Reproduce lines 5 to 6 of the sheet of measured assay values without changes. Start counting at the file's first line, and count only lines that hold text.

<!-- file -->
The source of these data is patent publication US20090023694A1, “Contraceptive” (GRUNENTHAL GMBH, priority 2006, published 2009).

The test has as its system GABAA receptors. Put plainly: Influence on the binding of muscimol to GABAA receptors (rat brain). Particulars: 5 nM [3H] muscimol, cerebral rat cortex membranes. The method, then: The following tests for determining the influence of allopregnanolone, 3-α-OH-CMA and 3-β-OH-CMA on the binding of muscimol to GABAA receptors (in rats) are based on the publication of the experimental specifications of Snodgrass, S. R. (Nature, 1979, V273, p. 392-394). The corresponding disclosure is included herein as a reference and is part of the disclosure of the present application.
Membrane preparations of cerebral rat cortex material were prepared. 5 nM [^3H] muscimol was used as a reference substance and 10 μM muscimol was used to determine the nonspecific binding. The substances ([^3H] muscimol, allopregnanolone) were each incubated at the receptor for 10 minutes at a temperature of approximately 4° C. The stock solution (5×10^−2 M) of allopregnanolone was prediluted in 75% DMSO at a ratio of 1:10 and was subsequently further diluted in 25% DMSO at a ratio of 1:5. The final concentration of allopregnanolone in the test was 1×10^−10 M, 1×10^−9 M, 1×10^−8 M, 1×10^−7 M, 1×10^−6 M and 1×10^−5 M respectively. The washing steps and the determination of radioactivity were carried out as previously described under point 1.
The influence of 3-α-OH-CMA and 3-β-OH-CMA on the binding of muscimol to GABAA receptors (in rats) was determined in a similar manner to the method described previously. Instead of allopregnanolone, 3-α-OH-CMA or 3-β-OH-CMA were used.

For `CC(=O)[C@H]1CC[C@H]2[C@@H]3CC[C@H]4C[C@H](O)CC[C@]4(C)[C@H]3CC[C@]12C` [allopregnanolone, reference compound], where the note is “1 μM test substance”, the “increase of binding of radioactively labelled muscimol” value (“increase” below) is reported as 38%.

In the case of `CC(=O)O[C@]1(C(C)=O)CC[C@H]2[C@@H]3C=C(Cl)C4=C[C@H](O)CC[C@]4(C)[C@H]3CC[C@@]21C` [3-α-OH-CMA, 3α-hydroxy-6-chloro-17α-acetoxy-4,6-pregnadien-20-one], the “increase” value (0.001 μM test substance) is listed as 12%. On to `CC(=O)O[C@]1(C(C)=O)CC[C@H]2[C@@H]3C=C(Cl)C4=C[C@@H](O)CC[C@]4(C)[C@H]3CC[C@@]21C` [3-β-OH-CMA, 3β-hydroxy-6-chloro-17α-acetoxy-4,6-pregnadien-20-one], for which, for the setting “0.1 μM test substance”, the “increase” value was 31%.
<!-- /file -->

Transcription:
For `CC(=O)[C@H]1CC[C@H]2[C@@H]3CC[C@H]4C[C@H](O)CC[C@]4(C)[C@H]3CC[C@]12C` [allopregnanolone, reference compound], where the note is “1 μM test substance”, the “increase of binding of radioactively labelled muscimol” value (“increase” below) is reported as 38%.

In the case of `CC(=O)O[C@]1(C(C)=O)CC[C@H]2[C@@H]3C=C(Cl)C4=C[C@H](O)CC[C@]4(C)[C@H]3CC[C@@]21C` [3-α-OH-CMA, 3α-hydroxy-6-chloro-17α-acetoxy-4,6-pregnadien-20-one], the “increase” value (0.001 μM test substance) is listed as 12%. On to `CC(=O)O[C@]1(C(C)=O)CC[C@H]2[C@@H]3C=C(Cl)C4=C[C@@H](O)CC[C@]4(C)[C@H]3CC[C@@]21C` [3-β-OH-CMA, 3β-hydroxy-6-chloro-17α-acetoxy-4,6-pregnadien-20-one], for which, for the setting “0.1 μM test substance”, the “increase” value was 31%.